All strategy in Bokosuka Wars revolves around three major points. First, only your own units can initiate battles. If you stand still, enemies can try to block your way, but they can never actually fight you. By using this fact to your advantage, you can use your own units to wall in enemies, and run the Hero through without fear of attack. Of course, when you meet numerous enemies, you sometimes have to fight in order to get through, but it's generally better to avoid conflict.
Second, when moving units, you are forced to either move your entire army at the same time, or move all of one type of unit (you press A or B to cycle between who moves, and the selection is shown in the top right corner of the screen). Pretty much all of the challenge in Bokosuka Wars comes from this point. While the Hero can be moved on his own, and you usually don't have enough knights to make moving them around a problem, soldiers can take forever to get past snags in the landscape or to get into the exact positions you want them to be in. As a result, knights are best used when precision blocking is needed, and soldiers are most useful at blocking off a majority of large areas, as well as suicidally charging at large groups of enemies in order to break holes for the Hero and his knights to get through. At times, it's much quicker and easier to run your hero on through alone and leave your entire army behind, but doing so is guaranteed to result in the "WOW! YOU LOSE!" screen.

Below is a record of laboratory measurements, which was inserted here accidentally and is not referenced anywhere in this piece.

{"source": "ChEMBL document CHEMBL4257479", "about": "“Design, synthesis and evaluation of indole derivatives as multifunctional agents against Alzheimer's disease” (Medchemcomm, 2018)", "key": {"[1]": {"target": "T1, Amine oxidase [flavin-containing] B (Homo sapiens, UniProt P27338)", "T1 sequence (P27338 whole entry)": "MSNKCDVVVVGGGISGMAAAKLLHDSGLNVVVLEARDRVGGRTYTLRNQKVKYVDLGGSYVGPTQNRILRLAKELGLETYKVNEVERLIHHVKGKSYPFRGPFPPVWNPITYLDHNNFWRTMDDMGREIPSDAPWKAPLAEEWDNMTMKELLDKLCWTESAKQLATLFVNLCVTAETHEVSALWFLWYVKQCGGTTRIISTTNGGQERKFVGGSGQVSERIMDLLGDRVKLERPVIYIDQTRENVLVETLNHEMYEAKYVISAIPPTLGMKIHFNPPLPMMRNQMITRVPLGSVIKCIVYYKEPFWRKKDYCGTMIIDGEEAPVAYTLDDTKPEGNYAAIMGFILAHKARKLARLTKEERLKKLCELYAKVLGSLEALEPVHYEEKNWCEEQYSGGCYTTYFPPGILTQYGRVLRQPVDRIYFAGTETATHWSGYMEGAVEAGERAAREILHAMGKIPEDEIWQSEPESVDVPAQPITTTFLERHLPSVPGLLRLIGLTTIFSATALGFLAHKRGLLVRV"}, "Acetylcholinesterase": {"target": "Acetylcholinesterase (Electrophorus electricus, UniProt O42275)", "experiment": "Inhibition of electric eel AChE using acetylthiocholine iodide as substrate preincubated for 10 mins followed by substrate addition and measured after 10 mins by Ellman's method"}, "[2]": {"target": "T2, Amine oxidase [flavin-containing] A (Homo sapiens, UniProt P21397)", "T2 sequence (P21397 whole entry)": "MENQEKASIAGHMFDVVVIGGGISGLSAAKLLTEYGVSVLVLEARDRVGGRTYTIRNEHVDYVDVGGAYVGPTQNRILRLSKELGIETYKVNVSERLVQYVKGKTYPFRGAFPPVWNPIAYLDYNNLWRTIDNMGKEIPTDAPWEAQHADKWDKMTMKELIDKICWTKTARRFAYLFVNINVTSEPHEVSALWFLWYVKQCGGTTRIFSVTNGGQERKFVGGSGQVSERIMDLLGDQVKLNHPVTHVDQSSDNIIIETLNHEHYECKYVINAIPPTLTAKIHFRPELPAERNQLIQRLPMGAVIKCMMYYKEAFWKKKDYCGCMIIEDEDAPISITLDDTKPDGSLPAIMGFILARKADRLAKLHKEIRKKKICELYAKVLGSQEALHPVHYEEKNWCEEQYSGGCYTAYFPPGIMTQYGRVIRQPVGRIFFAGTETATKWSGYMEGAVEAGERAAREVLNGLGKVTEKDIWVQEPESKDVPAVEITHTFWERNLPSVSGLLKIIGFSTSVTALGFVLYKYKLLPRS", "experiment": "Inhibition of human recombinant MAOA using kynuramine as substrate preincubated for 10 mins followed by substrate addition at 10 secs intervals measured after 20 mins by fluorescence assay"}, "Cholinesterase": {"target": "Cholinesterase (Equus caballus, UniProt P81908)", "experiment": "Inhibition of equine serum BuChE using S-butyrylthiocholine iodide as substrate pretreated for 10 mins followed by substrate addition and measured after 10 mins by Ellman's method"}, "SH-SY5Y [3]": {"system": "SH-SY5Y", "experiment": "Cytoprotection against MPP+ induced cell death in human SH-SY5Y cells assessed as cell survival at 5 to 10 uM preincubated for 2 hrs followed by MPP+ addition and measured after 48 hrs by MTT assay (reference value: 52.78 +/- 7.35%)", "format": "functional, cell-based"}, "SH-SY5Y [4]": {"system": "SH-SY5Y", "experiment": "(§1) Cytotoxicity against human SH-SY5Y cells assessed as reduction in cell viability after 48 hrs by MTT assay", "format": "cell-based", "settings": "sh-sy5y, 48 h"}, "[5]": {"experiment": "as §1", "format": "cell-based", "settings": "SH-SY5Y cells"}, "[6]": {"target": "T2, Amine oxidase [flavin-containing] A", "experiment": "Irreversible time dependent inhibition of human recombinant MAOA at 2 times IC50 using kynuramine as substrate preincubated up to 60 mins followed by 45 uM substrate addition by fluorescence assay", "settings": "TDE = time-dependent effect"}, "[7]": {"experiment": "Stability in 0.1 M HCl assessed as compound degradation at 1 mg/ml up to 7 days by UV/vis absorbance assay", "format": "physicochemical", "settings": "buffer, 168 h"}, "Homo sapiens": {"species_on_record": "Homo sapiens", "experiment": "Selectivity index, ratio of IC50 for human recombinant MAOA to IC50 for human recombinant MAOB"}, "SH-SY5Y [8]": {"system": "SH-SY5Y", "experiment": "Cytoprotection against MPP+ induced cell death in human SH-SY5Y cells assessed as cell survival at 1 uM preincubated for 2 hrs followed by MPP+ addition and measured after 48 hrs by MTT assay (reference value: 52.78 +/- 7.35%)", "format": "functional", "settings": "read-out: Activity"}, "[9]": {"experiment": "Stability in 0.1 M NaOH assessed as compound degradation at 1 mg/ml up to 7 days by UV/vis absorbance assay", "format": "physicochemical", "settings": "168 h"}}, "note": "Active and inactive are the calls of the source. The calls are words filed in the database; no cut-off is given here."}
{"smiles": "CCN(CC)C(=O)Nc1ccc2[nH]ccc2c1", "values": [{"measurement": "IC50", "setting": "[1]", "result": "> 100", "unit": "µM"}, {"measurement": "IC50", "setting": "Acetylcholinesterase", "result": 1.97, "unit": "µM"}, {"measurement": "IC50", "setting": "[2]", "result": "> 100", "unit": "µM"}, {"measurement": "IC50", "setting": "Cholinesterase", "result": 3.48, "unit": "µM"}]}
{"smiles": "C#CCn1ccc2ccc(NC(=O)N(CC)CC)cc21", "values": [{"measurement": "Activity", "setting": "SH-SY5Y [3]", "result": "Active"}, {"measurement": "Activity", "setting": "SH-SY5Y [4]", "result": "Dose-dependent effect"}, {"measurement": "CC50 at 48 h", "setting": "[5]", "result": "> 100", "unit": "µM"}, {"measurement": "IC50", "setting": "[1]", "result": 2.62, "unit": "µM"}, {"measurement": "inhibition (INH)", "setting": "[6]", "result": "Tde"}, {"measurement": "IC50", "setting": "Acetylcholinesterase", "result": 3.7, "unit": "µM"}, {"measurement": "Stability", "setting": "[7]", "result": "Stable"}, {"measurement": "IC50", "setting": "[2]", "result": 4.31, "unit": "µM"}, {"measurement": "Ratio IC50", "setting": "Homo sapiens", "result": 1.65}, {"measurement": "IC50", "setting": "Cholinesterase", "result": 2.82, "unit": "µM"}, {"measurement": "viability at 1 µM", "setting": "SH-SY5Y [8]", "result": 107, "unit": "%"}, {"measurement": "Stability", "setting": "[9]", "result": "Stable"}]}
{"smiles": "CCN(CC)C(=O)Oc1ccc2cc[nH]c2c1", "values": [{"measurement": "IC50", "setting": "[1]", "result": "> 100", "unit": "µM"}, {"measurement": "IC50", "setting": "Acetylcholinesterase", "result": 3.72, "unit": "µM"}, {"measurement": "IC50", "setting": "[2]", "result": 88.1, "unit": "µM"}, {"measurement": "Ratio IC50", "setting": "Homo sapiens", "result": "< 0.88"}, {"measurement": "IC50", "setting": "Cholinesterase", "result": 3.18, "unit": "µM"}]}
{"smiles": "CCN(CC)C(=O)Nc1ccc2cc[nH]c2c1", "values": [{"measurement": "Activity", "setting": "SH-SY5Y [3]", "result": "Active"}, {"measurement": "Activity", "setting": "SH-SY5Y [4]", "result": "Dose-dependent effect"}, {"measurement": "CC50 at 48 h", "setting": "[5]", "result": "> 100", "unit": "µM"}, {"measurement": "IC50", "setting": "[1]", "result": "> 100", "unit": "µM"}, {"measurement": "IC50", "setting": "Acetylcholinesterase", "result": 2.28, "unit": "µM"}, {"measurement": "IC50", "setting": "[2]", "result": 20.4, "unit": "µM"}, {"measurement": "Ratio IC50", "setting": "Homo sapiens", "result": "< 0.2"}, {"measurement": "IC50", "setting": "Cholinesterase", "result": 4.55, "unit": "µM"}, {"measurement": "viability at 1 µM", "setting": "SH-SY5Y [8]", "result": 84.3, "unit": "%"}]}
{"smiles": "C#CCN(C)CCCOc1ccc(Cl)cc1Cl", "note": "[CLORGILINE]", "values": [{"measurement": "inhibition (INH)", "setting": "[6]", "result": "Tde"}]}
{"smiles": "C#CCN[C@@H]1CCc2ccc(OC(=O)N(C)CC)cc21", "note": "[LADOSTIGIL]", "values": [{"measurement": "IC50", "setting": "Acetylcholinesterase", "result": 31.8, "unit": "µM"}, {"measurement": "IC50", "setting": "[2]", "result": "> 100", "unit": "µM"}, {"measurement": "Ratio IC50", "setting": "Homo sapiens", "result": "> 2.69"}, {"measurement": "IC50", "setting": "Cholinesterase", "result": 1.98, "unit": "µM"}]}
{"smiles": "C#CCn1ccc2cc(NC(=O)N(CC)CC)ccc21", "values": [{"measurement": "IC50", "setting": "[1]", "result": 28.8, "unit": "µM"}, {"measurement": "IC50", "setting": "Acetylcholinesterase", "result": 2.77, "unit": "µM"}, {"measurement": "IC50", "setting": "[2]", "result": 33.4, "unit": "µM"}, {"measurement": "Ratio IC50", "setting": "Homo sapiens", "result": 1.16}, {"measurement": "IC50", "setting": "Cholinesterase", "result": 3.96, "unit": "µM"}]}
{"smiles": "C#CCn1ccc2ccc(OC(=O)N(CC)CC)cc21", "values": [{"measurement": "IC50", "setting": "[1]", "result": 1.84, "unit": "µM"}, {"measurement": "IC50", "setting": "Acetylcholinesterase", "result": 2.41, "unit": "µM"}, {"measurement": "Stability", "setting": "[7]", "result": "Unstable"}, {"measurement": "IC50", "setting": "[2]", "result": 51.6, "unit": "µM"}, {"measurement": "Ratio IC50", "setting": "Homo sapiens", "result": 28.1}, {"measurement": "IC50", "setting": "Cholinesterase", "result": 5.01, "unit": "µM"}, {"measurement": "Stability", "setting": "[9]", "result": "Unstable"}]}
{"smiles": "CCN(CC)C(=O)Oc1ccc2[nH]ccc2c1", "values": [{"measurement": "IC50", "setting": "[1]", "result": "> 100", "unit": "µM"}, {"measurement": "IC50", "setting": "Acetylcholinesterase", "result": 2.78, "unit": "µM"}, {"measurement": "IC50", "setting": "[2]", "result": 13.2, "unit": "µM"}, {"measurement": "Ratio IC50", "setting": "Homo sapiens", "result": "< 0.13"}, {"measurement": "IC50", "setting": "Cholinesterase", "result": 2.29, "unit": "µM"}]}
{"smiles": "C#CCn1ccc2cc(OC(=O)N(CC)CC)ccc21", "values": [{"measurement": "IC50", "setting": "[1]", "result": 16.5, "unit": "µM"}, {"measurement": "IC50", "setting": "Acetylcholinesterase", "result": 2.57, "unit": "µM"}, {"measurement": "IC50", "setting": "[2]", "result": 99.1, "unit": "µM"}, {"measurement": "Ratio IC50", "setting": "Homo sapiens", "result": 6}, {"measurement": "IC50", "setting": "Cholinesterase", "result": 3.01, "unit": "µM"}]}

Third and finally, exploiting enemy behavior is often the only way to get the Hero through the area, and every enemy's behavior can be exploited. Jailors can be drawn away from the peasants they guard by the Hero, the purple soldiers will usually choose to move horizontally rather than vertically, and the orange and green soldiers come in huge numbers, but can usually be cut through by a suicidal soldier rush. Other enemies are trickier to get by. The magicians in the mountain forts can't be attacked initially, but when they Hero passes by, they summon a number of blue squid demons that home in on him. Beating them involves forming a wall to hold back the demons and then running the Hero by as fast as possible, or defeating the magician itself, causing all of the demons to self-destruct. However, by far the most fiendish of the enemies in the Bokosuka Wars are the yellow demons. These guys attack in droves when there are around 200 meters left, always appear in crowded areas, and can block pretty much any unit you throw at them with little or no casualties. It's more or less impossible to get through this part without being forced to fight with your hero, and, more often than not, a random battle with them will end up with you being chased back over 400 meters to the beginning.